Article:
My last cell phones have been donated to the local police department. They in turn get free/reduced activation from the cell provider and use them in the local womens shelters.

I know I've always used the built-in "erase all" feature, but now this starts to put me a bit at odds. Do I help those less fortunate wherever possible but risk losing some personal information, or do I keep my information safe and destroy the old phones while avoiding helping those in need?

Do phones with SIM cards have this problem if you keep/destroy the SIM card before giving the phone away? Or is there still stuff stored on the phone itself after the SIM card is removed?

Dan

vwmSeptember 5, 2006 12:12 PM

Somehow strange that 5 of 10 phones did contain such sensitive data from begin with and not just boring spam...

@dan_linder The memory of SIM Cards is very limited, they can save a phone book (about 100 to 250 Entries, only Name and one Number each) and some SMS (about 10 - 25) but no E-Mails, Pictures, MP3 etc. Besides they are a bit slow. Most modern Phones by default do not use the SIM Storage.

Andre LePlumeSeptember 5, 2006 12:25 PM

The draft NIST Special Publication 800-101, /Guidelines on Cell Phone
Forensics/, is available for public comment. The guide outlines general
principles and provides technical information intended to aid
organizations evolve appropriate policies and procedures for preserving,
acquiring, and examining digital evidence found on cell phones. Computer
forensic specialists and members of the law enforcement community are
encouraged to provide feedback on all or part of the document.

For complete article see:
http://csrc.nist.gov/publications/drafts/...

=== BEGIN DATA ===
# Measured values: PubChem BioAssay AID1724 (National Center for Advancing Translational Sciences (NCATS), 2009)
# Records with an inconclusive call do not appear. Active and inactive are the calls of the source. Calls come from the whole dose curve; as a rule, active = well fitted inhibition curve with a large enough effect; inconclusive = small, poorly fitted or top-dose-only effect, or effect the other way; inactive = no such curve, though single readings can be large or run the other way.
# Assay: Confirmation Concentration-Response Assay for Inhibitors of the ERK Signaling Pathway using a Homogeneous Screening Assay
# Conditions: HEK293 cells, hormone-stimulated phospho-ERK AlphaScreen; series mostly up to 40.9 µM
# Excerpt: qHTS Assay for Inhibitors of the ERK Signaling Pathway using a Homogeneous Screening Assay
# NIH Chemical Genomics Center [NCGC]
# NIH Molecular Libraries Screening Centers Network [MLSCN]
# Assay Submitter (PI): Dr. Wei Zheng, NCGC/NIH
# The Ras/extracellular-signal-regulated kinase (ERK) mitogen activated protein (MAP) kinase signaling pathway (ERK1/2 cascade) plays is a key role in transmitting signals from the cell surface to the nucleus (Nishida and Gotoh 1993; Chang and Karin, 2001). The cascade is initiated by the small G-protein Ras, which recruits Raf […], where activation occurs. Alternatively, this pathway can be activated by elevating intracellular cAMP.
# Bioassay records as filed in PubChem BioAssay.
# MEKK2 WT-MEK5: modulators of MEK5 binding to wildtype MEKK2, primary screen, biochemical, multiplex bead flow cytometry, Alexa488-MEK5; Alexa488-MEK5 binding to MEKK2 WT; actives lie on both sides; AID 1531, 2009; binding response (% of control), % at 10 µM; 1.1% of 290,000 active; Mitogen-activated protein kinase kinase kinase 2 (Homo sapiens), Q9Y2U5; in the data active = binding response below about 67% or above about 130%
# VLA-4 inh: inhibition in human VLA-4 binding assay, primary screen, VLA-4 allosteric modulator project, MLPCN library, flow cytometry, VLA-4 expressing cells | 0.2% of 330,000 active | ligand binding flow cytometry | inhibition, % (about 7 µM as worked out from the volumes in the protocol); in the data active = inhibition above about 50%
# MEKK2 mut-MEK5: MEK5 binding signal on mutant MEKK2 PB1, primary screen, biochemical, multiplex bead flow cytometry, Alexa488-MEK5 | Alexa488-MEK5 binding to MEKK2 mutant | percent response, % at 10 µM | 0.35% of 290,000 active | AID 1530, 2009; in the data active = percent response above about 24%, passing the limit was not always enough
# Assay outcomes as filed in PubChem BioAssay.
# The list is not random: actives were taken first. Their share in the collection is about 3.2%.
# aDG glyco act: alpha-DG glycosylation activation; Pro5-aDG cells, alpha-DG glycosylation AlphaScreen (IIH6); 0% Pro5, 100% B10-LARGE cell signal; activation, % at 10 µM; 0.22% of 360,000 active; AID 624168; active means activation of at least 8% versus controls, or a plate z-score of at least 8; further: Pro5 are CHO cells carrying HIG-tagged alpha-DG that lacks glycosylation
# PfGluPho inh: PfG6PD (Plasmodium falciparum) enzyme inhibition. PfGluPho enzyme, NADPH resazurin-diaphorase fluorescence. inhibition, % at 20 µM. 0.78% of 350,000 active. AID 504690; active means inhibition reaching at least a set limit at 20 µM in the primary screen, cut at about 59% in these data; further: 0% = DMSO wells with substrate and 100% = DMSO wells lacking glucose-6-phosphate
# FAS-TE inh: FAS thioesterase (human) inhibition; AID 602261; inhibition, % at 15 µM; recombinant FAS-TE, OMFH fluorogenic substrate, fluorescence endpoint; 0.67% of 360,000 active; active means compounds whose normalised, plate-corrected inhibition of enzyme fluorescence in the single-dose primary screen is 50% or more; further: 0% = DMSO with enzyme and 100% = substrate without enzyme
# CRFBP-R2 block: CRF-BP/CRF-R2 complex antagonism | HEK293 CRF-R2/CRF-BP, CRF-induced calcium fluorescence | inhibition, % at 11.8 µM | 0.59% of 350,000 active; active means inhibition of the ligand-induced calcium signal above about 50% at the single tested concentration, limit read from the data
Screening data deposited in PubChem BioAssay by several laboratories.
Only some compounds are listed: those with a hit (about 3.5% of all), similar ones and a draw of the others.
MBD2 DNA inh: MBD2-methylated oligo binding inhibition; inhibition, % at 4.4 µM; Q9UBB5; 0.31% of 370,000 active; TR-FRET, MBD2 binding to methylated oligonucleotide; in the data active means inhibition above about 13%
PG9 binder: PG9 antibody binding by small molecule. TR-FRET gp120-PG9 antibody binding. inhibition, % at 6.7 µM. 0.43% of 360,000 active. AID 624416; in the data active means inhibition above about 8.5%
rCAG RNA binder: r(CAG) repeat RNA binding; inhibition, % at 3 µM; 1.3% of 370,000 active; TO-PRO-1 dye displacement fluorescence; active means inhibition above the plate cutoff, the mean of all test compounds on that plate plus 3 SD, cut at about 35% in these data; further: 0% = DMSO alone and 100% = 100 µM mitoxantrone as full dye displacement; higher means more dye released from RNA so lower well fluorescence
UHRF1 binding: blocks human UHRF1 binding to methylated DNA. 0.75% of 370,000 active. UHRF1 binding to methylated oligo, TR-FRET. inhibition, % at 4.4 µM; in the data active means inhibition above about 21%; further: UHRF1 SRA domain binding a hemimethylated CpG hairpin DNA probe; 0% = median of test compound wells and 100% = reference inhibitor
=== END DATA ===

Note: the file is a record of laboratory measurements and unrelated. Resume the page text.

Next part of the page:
[Copied from a closed mailing list]

Chase VentersSeptember 5, 2006 1:18 PM

ordaj:

Part of the problem with 'trusted computing' (treacherous computing) is being eagerly tied to DRM (digital restrictions management) by obnoxious content interests in America and abroad. DRM is a sinking ship; anything tied to it will sink as well.

DonSeptember 5, 2006 1:22 PM

All these devices need a way to actually overwrite the current free space.

Of course, you'd have to trust that the phones actually did this, or independently verify it with phone-accessing forensic software that lets you read data from free space.

ordajSeptember 5, 2006 1:49 PM

@Chase Venters

The primary reason of trusted computing is not DRM, it's security. If certain parties want to abuse it, then take issue with them. TCG has taken great pains to ensure privacy and security.

Software alone doesn't and will never cut it.

derfSeptember 5, 2006 1:52 PM

Unfortunately, trusted computing doesn't stand up to scrutiny. All it does is hand control of your PC and data to Microsoft. If Microsoft says you can read a document using their software, you can. If Microsoft decides that trusted computers will no longer be able to read documents created from Open Office or blogs that criticize Microsoft, you're just out of luck.